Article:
If the neoliberal face of the Middle East is to be defeated, it must also be defeated in the US, meaning Trump must be replaced with a Democrat who is not at all inclined towards authoritarian governments.

Perhaps this why there was such a coordinated effort by various authoritarian governments across the world to influence the 2016 election in favor of Trump, who is more or less sympathetic to authoritarianism than his Democratic counterpart Hillary Clinton. Autocrats have no consistent agenda but self-preservation at any expense, so coordinating on this delicate issue even with “enemies” occurred.

Globalization has rendered the world inextricably linked no matter how much anti globalist nationalists tout otherwise. Since America is the world’s most powerful state, it is only sensible that changes in its domestic politics would have ripple effects, especially in the Middle East where it has been involved so long & the politics are so volatile.

Is it safe to conclude then that the chapter of revolution has not yet ended in the region?

Perhaps it will be easier to tell in 2020, unless of course Trump doesn’t make it that far.

[Watch] Bashar al-Assad interview with NBC – “America enabled ISIS”


 

In reference to Donald Trump’s discrimination against Muslims in the US, Syrian president Bashar al-Assad claimed that nobody should indulge such discrimination.

With regards to contradictory rhetoric from opposing candidates of the presidential election, Assad said he is not concerned with rhetoric but action and that this rhetoric is often temporal; fleeting.

Furthermore, Assad lambasted US presidents as inexperienced.

Finally Assad claims that the US enabled the emergence of ISIS and that Russia’s interventionism made this clear.

Could it be that radical Islamists are working with global powers to delegitimize Islam and to manufacture consent for security initiatives in the Middle East? Since neither stability, democracy or development appear to be the honest objectives¬†of world powers involved in the region, namely the US, such a corroboration isn’t unlikely. It could be that these radicals are mere products of US interventionism in the region to begin with, a sort of religious but also nationalistic retaliation. What is certain is that these forces are unstable, and their origins lies in the realm of foreign occupation.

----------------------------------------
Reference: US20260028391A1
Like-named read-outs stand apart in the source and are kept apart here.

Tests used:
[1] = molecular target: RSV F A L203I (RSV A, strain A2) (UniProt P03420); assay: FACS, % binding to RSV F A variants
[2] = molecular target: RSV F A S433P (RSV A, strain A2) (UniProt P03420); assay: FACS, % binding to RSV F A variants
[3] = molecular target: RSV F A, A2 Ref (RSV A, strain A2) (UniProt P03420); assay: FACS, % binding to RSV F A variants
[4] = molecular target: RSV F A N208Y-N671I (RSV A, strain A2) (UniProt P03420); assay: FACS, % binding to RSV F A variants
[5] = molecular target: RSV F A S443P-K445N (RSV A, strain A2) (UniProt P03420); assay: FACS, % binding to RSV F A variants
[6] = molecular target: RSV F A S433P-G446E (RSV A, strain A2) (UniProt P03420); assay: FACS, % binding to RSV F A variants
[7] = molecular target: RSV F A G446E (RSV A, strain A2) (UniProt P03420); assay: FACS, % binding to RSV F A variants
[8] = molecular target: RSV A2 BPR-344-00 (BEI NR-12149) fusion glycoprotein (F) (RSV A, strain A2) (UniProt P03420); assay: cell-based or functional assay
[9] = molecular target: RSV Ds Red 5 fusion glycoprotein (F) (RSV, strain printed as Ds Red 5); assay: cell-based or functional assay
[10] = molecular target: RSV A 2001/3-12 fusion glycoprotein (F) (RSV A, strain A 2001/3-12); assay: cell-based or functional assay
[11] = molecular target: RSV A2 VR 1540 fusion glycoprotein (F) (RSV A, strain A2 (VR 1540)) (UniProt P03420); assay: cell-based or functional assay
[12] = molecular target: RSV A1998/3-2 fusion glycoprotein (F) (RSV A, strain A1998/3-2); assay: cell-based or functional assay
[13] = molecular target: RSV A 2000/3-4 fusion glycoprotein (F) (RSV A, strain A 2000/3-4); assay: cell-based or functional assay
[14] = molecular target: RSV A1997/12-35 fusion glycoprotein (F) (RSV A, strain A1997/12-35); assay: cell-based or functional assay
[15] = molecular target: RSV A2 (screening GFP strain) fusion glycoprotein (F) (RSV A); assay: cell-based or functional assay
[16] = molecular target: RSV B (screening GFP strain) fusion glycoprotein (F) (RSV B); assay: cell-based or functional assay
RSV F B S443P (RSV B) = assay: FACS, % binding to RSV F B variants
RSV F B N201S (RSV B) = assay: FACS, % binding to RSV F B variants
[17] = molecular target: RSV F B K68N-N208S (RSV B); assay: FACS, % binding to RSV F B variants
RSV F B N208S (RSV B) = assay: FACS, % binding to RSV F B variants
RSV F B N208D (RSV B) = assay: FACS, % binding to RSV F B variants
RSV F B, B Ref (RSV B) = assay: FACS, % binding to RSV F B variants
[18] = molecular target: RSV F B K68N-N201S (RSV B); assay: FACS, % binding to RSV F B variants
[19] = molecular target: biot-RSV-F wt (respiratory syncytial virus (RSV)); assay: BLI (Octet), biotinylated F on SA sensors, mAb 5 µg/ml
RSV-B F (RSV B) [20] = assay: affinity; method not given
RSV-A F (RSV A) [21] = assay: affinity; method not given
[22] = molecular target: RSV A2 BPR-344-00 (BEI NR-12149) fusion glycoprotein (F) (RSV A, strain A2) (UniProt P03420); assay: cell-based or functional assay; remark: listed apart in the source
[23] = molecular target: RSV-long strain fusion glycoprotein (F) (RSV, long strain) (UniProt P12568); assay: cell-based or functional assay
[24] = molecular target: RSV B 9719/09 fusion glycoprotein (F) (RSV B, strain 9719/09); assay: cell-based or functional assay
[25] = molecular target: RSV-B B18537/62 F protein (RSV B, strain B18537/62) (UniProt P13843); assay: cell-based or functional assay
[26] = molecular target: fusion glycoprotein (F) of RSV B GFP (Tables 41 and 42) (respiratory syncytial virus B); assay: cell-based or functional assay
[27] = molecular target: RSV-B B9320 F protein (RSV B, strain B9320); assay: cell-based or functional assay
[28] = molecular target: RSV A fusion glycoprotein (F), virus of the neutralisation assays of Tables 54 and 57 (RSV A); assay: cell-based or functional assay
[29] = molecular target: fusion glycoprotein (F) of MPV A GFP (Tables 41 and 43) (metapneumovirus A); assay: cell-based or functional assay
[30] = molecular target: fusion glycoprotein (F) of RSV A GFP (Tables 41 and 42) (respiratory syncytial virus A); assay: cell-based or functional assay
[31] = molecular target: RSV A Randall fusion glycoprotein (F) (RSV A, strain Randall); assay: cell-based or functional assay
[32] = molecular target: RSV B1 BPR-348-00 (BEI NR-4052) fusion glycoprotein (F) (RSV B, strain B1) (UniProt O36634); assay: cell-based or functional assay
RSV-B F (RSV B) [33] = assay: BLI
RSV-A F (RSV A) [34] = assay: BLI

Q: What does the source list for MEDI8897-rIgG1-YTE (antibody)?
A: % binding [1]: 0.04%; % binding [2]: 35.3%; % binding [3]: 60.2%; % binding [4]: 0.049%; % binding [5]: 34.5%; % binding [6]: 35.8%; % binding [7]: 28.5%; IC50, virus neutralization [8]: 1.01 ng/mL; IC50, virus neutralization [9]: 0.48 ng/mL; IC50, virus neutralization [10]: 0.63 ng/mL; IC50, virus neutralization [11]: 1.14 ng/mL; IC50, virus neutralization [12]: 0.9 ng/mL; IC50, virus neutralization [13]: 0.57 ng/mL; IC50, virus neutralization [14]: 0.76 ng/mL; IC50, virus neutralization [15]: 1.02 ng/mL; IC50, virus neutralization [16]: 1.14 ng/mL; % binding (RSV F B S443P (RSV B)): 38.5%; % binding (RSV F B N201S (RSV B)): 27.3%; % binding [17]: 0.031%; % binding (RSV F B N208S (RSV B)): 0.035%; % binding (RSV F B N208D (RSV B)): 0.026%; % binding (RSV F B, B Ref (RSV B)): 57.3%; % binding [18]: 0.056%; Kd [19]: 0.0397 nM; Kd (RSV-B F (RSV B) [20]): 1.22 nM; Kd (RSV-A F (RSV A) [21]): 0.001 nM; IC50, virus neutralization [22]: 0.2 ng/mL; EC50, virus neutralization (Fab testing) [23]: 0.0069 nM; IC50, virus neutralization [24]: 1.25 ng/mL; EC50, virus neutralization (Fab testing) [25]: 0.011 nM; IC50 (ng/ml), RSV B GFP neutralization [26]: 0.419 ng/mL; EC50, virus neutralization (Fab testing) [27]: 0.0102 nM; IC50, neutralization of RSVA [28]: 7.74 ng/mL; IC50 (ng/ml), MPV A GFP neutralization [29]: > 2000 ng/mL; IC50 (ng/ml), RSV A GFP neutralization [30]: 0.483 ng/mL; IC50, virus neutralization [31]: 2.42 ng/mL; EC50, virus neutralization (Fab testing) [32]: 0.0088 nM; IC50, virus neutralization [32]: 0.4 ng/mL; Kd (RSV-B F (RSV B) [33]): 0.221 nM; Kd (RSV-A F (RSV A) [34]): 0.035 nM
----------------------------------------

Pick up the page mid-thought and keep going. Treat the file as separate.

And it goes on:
The World to Come – Volume I: An International Theory of Politics


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Cultural relativism and constructivism are two theories, one sociological the other political, that help us understand international politics from a different perspective.

We challenge the idea of absolutes but we also accept the traditions which develop over time as part of human social culture, or constructs.

There are elements of all philosophy, from realism and liberalism, which are embraced. But ideas such as the universalism of capitalism and democracy are challenged. Furthermore, I seek to explain all global injustice as a result of the exploitation of human insecurities by global political elites. There are remote, isolated incidents of craziness, but the trend suggests that, most human suffering is caused by the decisions of political elites to disregard the cultural distinctions and sovereignty between states.

Imperial overreach is practiced by many states. But the argument here is that the culture of capitalism embraced in the West, particularly in America, in the post-20th century especially, enables the likelihood for international agendas of domination.

While hegemony and power are innate, domination and violations of sovereignty are not. While America struggles to establish its identity as leader of the free world, individuals within America wish to export this freedom to countries where religious sensitivities are prioritized over democratic values and individual rights.

Regions of the world with rich indigenous histories and religious sensitivities, like Latin America, Central & South Asia, and the Middle East, are not conducive to democracy.

In the twentieth century, communism and nazism were viewed as threats to democracy – but had neither the English nor the Americans been aggressively imperialistic, democracy itself would not have been threatened. Imperialism, the desire to expand beyond one’s natural borders, is the cause of ideological fanaticism and political instability, plain and simple.

The frequency of violence and radicalization cannot be viewed as a cause Рbut rather the effect of another cause Рviolation of sovereignty. The moral indignation, humiliation and socio-economic depravity resulting from foreign occupation causes political instability and violence to ensue.

The result is terrorism and vulnerability.